Retirement Investment Planning – an Endless Variety of Confusing Options

The variety of retirement investment planning options seems endless and just when you think you've seen them all, another new one comes along!

So how do you choose from this universe of investments? Mutual Funds? Managed or Index funds? 'High quality' world dominator stocks? Emerging market stocks? Private equity? Government bonds? Municipal bonds? Corporate bonds? Currencies? Residential property? Industrial property? Real Estate Investment Trusts? Precious metals? Other commodities?

Retirement investing objective

The objective in retirement investment planning is to select investments that will result in the required annual return after tax income at the lowest possible risk.

In making ones choice there is the critical balance between risk and return.

Depending on your personal circumstances, objectives and personal risk profile your investments will then be divided into a balanced and diversified portfolio. The reason for this division is that returns on certain types of assets are counter cyclical - as one goes up, the other goes down and vice versa.

Every portfolio and asset class carries some risk. Just as you will never summit Mt. Everest by staying toasty warm in your living room, nor will you meet your investing goals without taking some chances.

Asset Allocation - cash, bonds, stocks, property and alternates.

Asset allocation is important... as it turns out that the way you spread your money around is probably more important than the investments it goes to. This allocation being designed to meet your long term objectives and as life never goes to plan needs to be rebalanced annually.

This is like flying on auto pilot, constantly making small corrections to stay on course.

The basic asset classes used as retirement investment planning are stocks, bonds, and cash or cash equivalents and property.

Stocks present a wide range of options ranging from personally managed share portfolios, mutual funds to exchange traded funds.

Investing in individual stocks

can pay off for those willing, or having, to assume the risk. Managing a share portfolio requires both skill and discipline and comes with the highest degree of risk.

Mutual funds 

may either be indexed funds or actively managed funds. The funds that follow an index aren't as flashy as funds run by superstar managers, but they're a lot cheaper.

An Exchange Traded Fund (ETF)

is a hybrid of individual stocks and mutual funds which holds assets such as stocks, commodities, or bonds. ETF's are traded on the stock exchange and have the advantages of low costs, tax efficiency, and tradability.

Mutual fund hybrid

Another of the options in retirement investment planning is a mutual fund hybrid called a target-date fund. It automatically resets the asset mix (stocks, bonds, cash equivalents) in its portfolio according to a selected target date for the investor, for example in this case, retirement.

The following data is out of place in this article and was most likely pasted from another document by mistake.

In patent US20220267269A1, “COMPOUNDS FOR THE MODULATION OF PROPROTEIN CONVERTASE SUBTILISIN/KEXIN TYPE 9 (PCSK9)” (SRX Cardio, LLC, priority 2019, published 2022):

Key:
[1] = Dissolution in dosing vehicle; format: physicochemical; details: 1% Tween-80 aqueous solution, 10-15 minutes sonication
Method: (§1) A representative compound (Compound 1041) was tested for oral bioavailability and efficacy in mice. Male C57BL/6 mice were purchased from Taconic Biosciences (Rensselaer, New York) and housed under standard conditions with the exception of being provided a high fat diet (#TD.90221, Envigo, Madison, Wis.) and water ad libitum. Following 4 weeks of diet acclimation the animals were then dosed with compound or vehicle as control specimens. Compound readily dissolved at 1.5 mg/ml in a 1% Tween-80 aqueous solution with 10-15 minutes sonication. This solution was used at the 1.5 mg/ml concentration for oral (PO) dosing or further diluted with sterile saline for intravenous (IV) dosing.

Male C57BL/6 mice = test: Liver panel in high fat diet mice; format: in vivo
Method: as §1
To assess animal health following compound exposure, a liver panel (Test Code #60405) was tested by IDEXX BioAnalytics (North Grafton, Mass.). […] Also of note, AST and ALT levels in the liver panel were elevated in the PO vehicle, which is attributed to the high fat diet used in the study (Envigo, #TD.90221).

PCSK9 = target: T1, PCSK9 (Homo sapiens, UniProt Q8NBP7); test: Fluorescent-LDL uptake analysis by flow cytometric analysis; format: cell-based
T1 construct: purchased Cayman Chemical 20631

Diversify ... or crash

To diversify stock holding portfolios requires a mix of individual shares. In a selection of market sectors, in both the domestic and international markets. The combination will depend on the market conditions in the various sectors and world economies and adjusted to balance the risk and return.

Included in your retirement investment planning could also be property. This may be through direct investments in private (excluding the house you live in) or industrial property or in Real Estate Investments Trusts (REIT's).

The risk profile of your portfolio should be to minimise the risk based on the objective you have set for your above inflation return (real return).

Age considerations

Traditionally, portfolios have been structured based on age. The younger you are the higher the risk profile (higher proportion of stocks) and the closer you are to retirement age the lower the risk profile. However this may be illogical. The risk profile of your portfolio should be to minimise the risk based on the objective you have set for your above inflation return (real return).

If you start your retirement investing when you are young you may actually be in a position to have a lower risk portfolio than someone who is older and only starts investing later, or who has disrupted his retirement saving. In this case the older person will probably require a higher risk portfolio to meet their financial retirement objective.

Ideally your portfolio will be self sustaining through retirement and the income will be drawn from dividends, interest and rent. However depending on how long you live and the safety buffer built into the plan you may have to start living off the capital.

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